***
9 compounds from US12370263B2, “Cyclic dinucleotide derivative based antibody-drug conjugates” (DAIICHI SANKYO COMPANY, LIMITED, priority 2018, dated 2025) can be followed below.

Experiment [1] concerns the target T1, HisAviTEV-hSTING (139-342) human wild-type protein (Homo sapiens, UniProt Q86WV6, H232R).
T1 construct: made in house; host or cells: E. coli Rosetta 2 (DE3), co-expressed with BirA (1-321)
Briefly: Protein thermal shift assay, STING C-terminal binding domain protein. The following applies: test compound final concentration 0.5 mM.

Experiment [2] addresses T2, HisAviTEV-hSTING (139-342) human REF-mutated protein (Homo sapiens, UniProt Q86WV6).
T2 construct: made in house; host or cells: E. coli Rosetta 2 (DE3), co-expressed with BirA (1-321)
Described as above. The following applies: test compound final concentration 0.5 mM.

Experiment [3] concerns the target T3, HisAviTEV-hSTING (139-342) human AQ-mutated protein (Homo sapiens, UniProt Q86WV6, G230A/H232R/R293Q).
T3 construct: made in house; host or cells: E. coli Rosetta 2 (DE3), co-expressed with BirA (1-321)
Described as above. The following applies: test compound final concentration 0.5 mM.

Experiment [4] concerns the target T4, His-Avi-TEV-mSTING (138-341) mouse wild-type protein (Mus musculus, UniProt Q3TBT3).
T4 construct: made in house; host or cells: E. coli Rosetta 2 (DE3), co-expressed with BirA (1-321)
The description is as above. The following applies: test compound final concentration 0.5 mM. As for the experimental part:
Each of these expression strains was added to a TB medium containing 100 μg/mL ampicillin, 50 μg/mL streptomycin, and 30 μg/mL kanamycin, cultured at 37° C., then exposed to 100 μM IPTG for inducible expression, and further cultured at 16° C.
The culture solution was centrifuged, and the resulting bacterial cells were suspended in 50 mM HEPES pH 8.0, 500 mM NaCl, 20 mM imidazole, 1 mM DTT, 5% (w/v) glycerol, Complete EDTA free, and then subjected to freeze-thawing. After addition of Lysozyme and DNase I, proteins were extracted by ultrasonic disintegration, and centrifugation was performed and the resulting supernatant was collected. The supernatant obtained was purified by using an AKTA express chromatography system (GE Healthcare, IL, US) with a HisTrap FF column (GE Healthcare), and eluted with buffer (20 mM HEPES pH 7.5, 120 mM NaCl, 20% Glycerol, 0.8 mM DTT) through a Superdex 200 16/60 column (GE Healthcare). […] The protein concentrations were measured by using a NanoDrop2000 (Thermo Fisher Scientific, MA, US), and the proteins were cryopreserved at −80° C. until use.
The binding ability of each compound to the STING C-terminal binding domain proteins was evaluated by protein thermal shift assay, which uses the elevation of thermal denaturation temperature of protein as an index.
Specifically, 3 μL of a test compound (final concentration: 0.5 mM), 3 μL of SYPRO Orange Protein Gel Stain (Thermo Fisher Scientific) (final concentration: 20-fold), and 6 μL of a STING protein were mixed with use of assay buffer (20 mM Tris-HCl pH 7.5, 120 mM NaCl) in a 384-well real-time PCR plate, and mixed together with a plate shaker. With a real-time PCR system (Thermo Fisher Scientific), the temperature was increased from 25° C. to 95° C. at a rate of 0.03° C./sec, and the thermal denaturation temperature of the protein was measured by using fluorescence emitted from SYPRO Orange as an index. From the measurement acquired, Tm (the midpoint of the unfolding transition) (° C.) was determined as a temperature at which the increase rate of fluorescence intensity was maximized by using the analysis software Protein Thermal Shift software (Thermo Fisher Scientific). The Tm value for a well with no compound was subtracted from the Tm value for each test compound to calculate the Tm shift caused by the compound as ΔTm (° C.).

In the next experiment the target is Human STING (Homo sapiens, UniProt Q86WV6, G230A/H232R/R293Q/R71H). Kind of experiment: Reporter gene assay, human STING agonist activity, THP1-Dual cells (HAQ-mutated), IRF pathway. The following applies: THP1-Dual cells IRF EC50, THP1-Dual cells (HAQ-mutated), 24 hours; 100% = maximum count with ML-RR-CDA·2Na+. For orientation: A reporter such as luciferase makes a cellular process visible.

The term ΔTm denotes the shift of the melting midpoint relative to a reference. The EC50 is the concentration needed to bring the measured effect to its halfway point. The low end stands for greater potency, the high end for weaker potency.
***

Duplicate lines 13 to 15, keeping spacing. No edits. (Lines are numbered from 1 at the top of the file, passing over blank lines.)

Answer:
The description is as above. The following applies: test compound final concentration 0.5 mM. As for the experimental part:
Each of these expression strains was added to a TB medium containing 100 μg/mL ampicillin, 50 μg/mL streptomycin, and 30 μg/mL kanamycin, cultured at 37° C., then exposed to 100 μM IPTG for inducible expression, and further cultured at 16° C.
The culture solution was centrifuged, and the resulting bacterial cells were suspended in 50 mM HEPES pH 8.0, 500 mM NaCl, 20 mM imidazole, 1 mM DTT, 5% (w/v) glycerol, Complete EDTA free, and then subjected to freeze-thawing. After addition of Lysozyme and DNase I, proteins were extracted by ultrasonic disintegration, and centrifugation was performed and the resulting supernatant was collected. The supernatant obtained was purified by using an AKTA express chromatography system (GE Healthcare, IL, US) with a HisTrap FF column (GE Healthcare), and eluted with buffer (20 mM HEPES pH 7.5, 120 mM NaCl, 20% Glycerol, 0.8 mM DTT) through a Superdex 200 16/60 column (GE Healthcare). […] The protein concentrations were measured by using a NanoDrop2000 (Thermo Fisher Scientific, MA, US), and the proteins were cryopreserved at −80° C. until use.